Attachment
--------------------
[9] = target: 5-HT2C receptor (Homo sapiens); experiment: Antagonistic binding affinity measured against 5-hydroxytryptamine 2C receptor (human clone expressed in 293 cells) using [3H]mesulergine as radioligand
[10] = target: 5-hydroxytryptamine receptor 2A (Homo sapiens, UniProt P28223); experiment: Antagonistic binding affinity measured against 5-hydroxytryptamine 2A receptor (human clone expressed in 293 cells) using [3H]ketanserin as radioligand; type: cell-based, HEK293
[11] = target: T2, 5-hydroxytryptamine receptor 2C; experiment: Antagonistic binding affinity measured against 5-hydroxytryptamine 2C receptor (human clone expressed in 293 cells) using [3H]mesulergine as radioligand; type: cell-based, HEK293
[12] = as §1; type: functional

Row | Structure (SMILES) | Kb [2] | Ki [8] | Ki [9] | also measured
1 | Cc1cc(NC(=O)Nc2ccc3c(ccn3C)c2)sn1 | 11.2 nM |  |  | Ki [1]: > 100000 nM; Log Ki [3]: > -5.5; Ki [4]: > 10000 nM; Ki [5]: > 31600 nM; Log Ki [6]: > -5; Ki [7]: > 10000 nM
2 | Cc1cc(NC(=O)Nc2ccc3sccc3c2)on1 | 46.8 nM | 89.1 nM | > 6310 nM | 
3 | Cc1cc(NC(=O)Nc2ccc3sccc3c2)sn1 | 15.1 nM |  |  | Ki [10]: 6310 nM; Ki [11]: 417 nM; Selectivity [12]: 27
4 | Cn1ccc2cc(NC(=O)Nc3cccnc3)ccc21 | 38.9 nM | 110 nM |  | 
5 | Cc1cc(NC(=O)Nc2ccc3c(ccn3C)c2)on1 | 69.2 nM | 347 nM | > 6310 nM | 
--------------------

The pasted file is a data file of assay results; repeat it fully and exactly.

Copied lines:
[9] = target: 5-HT2C receptor (Homo sapiens); experiment: Antagonistic binding affinity measured against 5-hydroxytryptamine 2C receptor (human clone expressed in 293 cells) using [3H]mesulergine as radioligand
[10] = target: 5-hydroxytryptamine receptor 2A (Homo sapiens, UniProt P28223); experiment: Antagonistic binding affinity measured against 5-hydroxytryptamine 2A receptor (human clone expressed in 293 cells) using [3H]ketanserin as radioligand; type: cell-based, HEK293
[11] = target: T2, 5-hydroxytryptamine receptor 2C; experiment: Antagonistic binding affinity measured against 5-hydroxytryptamine 2C receptor (human clone expressed in 293 cells) using [3H]mesulergine as radioligand; type: cell-based, HEK293
[12] = as §1; type: functional

Row | Structure (SMILES) | Kb [2] | Ki [8] | Ki [9] | also measured
1 | Cc1cc(NC(=O)Nc2ccc3c(ccn3C)c2)sn1 | 11.2 nM |  |  | Ki [1]: > 100000 nM; Log Ki [3]: > -5.5; Ki [4]: > 10000 nM; Ki [5]: > 31600 nM; Log Ki [6]: > -5; Ki [7]: > 10000 nM
2 | Cc1cc(NC(=O)Nc2ccc3sccc3c2)on1 | 46.8 nM | 89.1 nM | > 6310 nM | 
3 | Cc1cc(NC(=O)Nc2ccc3sccc3c2)sn1 | 15.1 nM |  |  | Ki [10]: 6310 nM; Ki [11]: 417 nM; Selectivity [12]: 27
4 | Cn1ccc2cc(NC(=O)Nc3cccnc3)ccc21 | 38.9 nM | 110 nM |  | 
5 | Cc1cc(NC(=O)Nc2ccc3c(ccn3C)c2)on1 | 69.2 nM | 347 nM | > 6310 nM | 